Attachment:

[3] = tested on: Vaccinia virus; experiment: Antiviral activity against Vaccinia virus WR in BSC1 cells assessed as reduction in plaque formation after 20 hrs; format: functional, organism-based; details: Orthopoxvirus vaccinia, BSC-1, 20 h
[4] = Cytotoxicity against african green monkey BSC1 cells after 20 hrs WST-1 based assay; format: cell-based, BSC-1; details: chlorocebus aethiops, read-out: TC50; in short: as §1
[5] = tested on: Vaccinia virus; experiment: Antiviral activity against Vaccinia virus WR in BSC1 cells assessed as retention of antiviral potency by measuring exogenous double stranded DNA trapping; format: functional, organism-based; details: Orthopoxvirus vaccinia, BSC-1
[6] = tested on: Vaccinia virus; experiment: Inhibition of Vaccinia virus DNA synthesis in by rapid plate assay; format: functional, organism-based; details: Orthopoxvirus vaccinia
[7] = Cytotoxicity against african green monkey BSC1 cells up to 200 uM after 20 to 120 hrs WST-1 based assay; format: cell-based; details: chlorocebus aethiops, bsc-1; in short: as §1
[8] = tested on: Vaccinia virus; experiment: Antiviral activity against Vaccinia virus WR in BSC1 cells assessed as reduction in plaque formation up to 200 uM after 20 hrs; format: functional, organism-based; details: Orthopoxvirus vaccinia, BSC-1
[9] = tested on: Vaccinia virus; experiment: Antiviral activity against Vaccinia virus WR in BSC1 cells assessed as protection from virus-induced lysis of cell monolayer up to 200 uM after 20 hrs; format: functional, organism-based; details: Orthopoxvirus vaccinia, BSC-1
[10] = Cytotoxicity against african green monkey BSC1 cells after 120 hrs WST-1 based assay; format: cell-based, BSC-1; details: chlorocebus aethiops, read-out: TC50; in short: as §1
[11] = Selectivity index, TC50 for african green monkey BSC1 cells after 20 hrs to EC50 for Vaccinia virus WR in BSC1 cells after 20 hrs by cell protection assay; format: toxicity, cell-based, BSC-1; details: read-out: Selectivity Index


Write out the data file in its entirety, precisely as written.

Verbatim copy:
[3] = tested on: Vaccinia virus; experiment: Antiviral activity against Vaccinia virus WR in BSC1 cells assessed as reduction in plaque formation after 20 hrs; format: functional, organism-based; details: Orthopoxvirus vaccinia, BSC-1, 20 h
[4] = Cytotoxicity against african green monkey BSC1 cells after 20 hrs WST-1 based assay; format: cell-based, BSC-1; details: chlorocebus aethiops, read-out: TC50; in short: as §1
[5] = tested on: Vaccinia virus; experiment: Antiviral activity against Vaccinia virus WR in BSC1 cells assessed as retention of antiviral potency by measuring exogenous double stranded DNA trapping; format: functional, organism-based; details: Orthopoxvirus vaccinia, BSC-1
[6] = tested on: Vaccinia virus; experiment: Inhibition of Vaccinia virus DNA synthesis in by rapid plate assay; format: functional, organism-based; details: Orthopoxvirus vaccinia
[7] = Cytotoxicity against african green monkey BSC1 cells up to 200 uM after 20 to 120 hrs WST-1 based assay; format: cell-based; details: chlorocebus aethiops, bsc-1; in short: as §1
[8] = tested on: Vaccinia virus; experiment: Antiviral activity against Vaccinia virus WR in BSC1 cells assessed as reduction in plaque formation up to 200 uM after 20 hrs; format: functional, organism-based; details: Orthopoxvirus vaccinia, BSC-1
[9] = tested on: Vaccinia virus; experiment: Antiviral activity against Vaccinia virus WR in BSC1 cells assessed as protection from virus-induced lysis of cell monolayer up to 200 uM after 20 hrs; format: functional, organism-based; details: Orthopoxvirus vaccinia, BSC-1
[10] = Cytotoxicity against african green monkey BSC1 cells after 120 hrs WST-1 based assay; format: cell-based, BSC-1; details: chlorocebus aethiops, read-out: TC50; in short: as §1
[11] = Selectivity index, TC50 for african green monkey BSC1 cells after 20 hrs to EC50 for Vaccinia virus WR in BSC1 cells after 20 hrs by cell protection assay; format: toxicity, cell-based, BSC-1; details: read-out: Selectivity Index